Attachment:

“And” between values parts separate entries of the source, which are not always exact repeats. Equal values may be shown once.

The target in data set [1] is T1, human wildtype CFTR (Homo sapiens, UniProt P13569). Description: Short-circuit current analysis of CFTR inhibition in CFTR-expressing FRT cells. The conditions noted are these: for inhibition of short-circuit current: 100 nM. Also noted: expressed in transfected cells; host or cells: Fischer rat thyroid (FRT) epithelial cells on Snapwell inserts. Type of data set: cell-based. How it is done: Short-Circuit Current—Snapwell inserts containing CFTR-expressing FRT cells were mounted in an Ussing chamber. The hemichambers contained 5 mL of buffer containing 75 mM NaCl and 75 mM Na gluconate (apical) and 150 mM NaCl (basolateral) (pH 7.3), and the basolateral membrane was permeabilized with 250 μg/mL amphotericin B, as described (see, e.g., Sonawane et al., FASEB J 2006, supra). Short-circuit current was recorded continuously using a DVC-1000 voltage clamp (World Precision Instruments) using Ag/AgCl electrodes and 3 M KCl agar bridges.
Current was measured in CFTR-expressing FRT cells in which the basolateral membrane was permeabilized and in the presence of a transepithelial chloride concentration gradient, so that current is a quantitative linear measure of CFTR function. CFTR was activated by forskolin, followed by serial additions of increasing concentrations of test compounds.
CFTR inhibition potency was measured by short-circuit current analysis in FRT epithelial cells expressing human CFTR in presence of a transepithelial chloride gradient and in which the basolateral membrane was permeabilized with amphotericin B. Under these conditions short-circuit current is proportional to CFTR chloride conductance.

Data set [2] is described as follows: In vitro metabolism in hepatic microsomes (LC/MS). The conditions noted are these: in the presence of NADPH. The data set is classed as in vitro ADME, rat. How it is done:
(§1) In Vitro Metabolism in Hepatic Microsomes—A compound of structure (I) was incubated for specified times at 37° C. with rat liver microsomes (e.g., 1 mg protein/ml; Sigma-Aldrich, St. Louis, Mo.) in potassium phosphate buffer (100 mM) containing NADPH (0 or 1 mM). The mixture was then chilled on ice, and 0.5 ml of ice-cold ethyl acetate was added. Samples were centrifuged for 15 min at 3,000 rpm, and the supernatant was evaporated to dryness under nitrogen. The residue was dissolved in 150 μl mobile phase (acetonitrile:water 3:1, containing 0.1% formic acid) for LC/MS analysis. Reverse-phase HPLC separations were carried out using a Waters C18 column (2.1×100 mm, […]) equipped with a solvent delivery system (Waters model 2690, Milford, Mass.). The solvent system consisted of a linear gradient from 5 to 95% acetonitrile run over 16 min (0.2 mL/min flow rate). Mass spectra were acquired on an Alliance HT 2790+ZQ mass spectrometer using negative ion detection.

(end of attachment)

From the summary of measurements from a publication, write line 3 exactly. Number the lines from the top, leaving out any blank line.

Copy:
Current was measured in CFTR-expressing FRT cells in which the basolateral membrane was permeabilized and in the presence of a transepithelial chloride concentration gradient, so that current is a quantitative linear measure of CFTR function. CFTR was activated by forskolin, followed by serial additions of increasing concentrations of test compounds.